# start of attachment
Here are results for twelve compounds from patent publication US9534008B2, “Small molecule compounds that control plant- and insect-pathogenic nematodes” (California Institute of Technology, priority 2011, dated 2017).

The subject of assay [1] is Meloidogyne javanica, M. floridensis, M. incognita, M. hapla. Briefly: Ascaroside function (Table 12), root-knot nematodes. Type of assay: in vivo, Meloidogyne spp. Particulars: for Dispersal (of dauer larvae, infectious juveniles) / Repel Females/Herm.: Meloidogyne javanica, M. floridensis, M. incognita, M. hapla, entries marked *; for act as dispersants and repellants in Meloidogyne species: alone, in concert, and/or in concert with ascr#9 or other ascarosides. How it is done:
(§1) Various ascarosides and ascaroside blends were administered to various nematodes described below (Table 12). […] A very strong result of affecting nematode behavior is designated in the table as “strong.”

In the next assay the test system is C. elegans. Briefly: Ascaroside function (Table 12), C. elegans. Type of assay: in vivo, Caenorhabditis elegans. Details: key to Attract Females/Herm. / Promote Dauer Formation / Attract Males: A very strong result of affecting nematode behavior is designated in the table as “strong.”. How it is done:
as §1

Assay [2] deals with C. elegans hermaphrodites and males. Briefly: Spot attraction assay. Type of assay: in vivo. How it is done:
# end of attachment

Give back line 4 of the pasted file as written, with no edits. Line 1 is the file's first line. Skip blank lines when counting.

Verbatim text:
In the next assay the test system is C. elegans. Briefly: Ascaroside function (Table 12), C. elegans. Type of assay: in vivo, Caenorhabditis elegans. Details: key to Attract Females/Herm. / Promote Dauer Formation / Attract Males: A very strong result of affecting nematode behavior is designated in the table as “strong.”. How it is done: